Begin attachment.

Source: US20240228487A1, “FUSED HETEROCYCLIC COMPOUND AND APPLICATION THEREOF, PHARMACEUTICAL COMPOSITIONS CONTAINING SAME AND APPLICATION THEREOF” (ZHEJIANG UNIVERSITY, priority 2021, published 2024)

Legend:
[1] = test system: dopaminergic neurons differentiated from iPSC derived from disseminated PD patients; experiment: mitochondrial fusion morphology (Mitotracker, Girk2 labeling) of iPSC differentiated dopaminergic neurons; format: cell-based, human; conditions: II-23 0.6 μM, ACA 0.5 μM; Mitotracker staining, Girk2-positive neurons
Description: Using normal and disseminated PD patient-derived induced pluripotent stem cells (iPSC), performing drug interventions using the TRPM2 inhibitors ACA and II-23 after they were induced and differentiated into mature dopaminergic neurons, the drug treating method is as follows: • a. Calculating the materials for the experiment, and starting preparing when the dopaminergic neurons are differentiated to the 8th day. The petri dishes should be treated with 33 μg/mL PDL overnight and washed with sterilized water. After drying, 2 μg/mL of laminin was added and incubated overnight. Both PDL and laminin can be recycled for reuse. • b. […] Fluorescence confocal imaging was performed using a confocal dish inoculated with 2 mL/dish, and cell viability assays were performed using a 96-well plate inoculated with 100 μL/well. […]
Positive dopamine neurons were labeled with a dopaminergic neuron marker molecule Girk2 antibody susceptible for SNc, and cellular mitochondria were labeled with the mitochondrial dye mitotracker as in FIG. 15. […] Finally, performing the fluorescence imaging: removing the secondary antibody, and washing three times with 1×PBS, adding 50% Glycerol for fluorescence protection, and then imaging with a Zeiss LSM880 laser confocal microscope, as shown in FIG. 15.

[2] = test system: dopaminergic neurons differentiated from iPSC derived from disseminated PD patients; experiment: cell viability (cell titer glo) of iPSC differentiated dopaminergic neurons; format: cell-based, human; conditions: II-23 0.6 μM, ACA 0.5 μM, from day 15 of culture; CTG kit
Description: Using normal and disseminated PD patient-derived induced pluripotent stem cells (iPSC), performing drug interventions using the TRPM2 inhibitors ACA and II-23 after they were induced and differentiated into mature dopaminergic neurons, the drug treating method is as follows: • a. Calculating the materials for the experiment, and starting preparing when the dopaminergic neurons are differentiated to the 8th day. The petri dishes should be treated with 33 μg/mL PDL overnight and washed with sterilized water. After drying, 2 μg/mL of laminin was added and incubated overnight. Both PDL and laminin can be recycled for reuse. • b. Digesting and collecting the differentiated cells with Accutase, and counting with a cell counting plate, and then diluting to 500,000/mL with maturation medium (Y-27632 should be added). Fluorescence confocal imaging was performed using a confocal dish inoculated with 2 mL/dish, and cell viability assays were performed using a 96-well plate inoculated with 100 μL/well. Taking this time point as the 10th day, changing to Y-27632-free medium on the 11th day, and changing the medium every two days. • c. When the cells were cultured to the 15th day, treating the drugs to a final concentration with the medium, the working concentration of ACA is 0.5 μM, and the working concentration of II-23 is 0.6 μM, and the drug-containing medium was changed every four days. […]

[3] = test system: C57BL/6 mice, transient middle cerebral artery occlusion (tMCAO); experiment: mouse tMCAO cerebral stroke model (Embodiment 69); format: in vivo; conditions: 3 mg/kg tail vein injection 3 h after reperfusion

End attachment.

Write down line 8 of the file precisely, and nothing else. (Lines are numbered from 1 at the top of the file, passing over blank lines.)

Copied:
[3] = test system: C57BL/6 mice, transient middle cerebral artery occlusion (tMCAO); experiment: mouse tMCAO cerebral stroke model (Embodiment 69); format: in vivo; conditions: 3 mg/kg tail vein injection 3 h after reperfusion